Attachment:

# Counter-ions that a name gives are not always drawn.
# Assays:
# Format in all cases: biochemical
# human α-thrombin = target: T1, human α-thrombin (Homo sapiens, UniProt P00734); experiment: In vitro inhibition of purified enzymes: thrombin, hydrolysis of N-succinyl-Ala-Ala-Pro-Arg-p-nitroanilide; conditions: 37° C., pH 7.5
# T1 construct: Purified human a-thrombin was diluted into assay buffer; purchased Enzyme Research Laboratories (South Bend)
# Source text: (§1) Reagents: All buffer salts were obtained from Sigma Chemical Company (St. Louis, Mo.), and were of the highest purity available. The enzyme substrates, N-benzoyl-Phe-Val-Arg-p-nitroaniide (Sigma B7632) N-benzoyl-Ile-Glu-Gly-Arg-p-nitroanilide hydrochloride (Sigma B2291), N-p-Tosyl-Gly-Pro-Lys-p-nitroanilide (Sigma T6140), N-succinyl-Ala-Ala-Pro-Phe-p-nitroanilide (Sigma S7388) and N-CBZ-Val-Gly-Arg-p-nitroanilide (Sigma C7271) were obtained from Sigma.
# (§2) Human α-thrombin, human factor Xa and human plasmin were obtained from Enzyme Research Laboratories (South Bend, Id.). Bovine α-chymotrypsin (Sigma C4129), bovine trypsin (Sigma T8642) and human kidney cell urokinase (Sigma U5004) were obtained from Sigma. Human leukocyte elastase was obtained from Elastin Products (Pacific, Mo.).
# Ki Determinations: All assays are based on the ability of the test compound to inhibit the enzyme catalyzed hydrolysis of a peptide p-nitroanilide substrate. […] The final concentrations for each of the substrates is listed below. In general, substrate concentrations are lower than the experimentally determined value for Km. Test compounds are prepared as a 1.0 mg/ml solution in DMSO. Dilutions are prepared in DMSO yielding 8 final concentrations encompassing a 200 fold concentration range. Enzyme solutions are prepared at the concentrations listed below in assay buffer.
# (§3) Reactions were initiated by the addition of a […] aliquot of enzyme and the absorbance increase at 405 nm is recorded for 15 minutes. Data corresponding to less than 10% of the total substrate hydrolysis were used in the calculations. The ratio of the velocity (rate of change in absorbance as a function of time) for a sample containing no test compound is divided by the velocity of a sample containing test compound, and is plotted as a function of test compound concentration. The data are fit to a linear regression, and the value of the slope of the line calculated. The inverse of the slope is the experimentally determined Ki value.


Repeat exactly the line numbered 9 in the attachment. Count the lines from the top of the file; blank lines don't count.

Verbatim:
# (§3) Reactions were initiated by the addition of a […] aliquot of enzyme and the absorbance increase at 405 nm is recorded for 15 minutes. Data corresponding to less than 10% of the total substrate hydrolysis were used in the calculations. The ratio of the velocity (rate of change in absorbance as a function of time) for a sample containing no test compound is divided by the velocity of a sample containing test compound, and is plotted as a function of test compound concentration. The data are fit to a linear regression, and the value of the slope of the line calculated. The inverse of the slope is the experimentally determined Ki value.